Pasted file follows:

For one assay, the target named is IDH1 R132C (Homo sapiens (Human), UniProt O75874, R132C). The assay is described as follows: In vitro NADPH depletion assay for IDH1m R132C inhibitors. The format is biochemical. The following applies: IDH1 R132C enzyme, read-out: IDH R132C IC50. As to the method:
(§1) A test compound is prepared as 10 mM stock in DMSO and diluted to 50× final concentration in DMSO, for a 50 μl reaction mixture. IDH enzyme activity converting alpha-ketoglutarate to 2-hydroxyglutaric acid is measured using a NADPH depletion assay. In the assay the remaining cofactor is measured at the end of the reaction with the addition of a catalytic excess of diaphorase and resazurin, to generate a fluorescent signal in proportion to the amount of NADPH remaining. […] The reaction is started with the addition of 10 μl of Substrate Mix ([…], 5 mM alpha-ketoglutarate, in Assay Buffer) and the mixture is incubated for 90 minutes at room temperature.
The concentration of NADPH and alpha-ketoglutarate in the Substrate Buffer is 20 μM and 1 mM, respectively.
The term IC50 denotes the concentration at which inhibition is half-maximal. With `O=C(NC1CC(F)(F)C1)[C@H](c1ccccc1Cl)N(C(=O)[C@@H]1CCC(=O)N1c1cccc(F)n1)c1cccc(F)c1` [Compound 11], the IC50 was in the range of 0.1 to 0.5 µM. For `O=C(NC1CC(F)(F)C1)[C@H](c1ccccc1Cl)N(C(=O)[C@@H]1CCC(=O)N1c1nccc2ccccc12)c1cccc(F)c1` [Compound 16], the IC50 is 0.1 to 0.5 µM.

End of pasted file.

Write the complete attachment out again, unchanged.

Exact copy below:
For one assay, the target named is IDH1 R132C (Homo sapiens (Human), UniProt O75874, R132C). The assay is described as follows: In vitro NADPH depletion assay for IDH1m R132C inhibitors. The format is biochemical. The following applies: IDH1 R132C enzyme, read-out: IDH R132C IC50. As to the method:
(§1) A test compound is prepared as 10 mM stock in DMSO and diluted to 50× final concentration in DMSO, for a 50 μl reaction mixture. IDH enzyme activity converting alpha-ketoglutarate to 2-hydroxyglutaric acid is measured using a NADPH depletion assay. In the assay the remaining cofactor is measured at the end of the reaction with the addition of a catalytic excess of diaphorase and resazurin, to generate a fluorescent signal in proportion to the amount of NADPH remaining. […] The reaction is started with the addition of 10 μl of Substrate Mix ([…], 5 mM alpha-ketoglutarate, in Assay Buffer) and the mixture is incubated for 90 minutes at room temperature.
The concentration of NADPH and alpha-ketoglutarate in the Substrate Buffer is 20 μM and 1 mM, respectively.
The term IC50 denotes the concentration at which inhibition is half-maximal. With `O=C(NC1CC(F)(F)C1)[C@H](c1ccccc1Cl)N(C(=O)[C@@H]1CCC(=O)N1c1cccc(F)n1)c1cccc(F)c1` [Compound 11], the IC50 was in the range of 0.1 to 0.5 µM. For `O=C(NC1CC(F)(F)C1)[C@H](c1ccccc1Cl)N(C(=O)[C@@H]1CCC(=O)N1c1nccc2ccccc12)c1cccc(F)c1` [Compound 16], the IC50 is 0.1 to 0.5 µM.